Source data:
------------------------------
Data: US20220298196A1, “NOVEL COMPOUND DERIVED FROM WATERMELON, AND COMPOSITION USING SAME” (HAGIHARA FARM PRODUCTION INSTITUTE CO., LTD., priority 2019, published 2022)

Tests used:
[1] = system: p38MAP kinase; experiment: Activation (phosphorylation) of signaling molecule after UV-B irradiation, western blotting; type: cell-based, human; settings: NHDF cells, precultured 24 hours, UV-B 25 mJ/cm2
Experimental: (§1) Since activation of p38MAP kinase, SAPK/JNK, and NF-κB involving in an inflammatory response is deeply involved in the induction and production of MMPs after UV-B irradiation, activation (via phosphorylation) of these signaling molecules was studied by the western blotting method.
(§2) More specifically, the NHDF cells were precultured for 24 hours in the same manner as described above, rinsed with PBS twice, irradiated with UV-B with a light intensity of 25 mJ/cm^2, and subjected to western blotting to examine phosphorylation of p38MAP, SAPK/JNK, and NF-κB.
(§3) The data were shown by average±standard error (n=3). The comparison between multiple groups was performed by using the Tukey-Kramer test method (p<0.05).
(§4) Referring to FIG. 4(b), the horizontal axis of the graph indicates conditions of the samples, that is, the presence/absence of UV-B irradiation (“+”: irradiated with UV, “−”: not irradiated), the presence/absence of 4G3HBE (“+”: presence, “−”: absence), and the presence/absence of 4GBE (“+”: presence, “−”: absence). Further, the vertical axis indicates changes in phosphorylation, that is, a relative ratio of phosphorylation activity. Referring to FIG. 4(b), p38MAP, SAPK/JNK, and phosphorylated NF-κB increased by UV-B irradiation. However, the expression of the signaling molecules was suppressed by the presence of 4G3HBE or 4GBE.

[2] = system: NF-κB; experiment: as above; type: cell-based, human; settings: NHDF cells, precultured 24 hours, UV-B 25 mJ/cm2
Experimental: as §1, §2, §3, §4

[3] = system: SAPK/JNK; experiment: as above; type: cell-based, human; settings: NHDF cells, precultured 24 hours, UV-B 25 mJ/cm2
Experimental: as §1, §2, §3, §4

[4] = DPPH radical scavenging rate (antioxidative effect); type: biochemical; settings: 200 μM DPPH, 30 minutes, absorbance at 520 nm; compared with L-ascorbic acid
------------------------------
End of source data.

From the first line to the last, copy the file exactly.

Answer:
Data: US20220298196A1, “NOVEL COMPOUND DERIVED FROM WATERMELON, AND COMPOSITION USING SAME” (HAGIHARA FARM PRODUCTION INSTITUTE CO., LTD., priority 2019, published 2022)

Tests used:
[1] = system: p38MAP kinase; experiment: Activation (phosphorylation) of signaling molecule after UV-B irradiation, western blotting; type: cell-based, human; settings: NHDF cells, precultured 24 hours, UV-B 25 mJ/cm2
Experimental: (§1) Since activation of p38MAP kinase, SAPK/JNK, and NF-κB involving in an inflammatory response is deeply involved in the induction and production of MMPs after UV-B irradiation, activation (via phosphorylation) of these signaling molecules was studied by the western blotting method.
(§2) More specifically, the NHDF cells were precultured for 24 hours in the same manner as described above, rinsed with PBS twice, irradiated with UV-B with a light intensity of 25 mJ/cm^2, and subjected to western blotting to examine phosphorylation of p38MAP, SAPK/JNK, and NF-κB.
(§3) The data were shown by average±standard error (n=3). The comparison between multiple groups was performed by using the Tukey-Kramer test method (p<0.05).
(§4) Referring to FIG. 4(b), the horizontal axis of the graph indicates conditions of the samples, that is, the presence/absence of UV-B irradiation (“+”: irradiated with UV, “−”: not irradiated), the presence/absence of 4G3HBE (“+”: presence, “−”: absence), and the presence/absence of 4GBE (“+”: presence, “−”: absence). Further, the vertical axis indicates changes in phosphorylation, that is, a relative ratio of phosphorylation activity. Referring to FIG. 4(b), p38MAP, SAPK/JNK, and phosphorylated NF-κB increased by UV-B irradiation. However, the expression of the signaling molecules was suppressed by the presence of 4G3HBE or 4GBE.

[2] = system: NF-κB; experiment: as above; type: cell-based, human; settings: NHDF cells, precultured 24 hours, UV-B 25 mJ/cm2
Experimental: as §1, §2, §3, §4

[3] = system: SAPK/JNK; experiment: as above; type: cell-based, human; settings: NHDF cells, precultured 24 hours, UV-B 25 mJ/cm2
Experimental: as §1, §2, §3, §4

[4] = DPPH radical scavenging rate (antioxidative effect); type: biochemical; settings: 200 μM DPPH, 30 minutes, absorbance at 520 nm; compared with L-ascorbic acid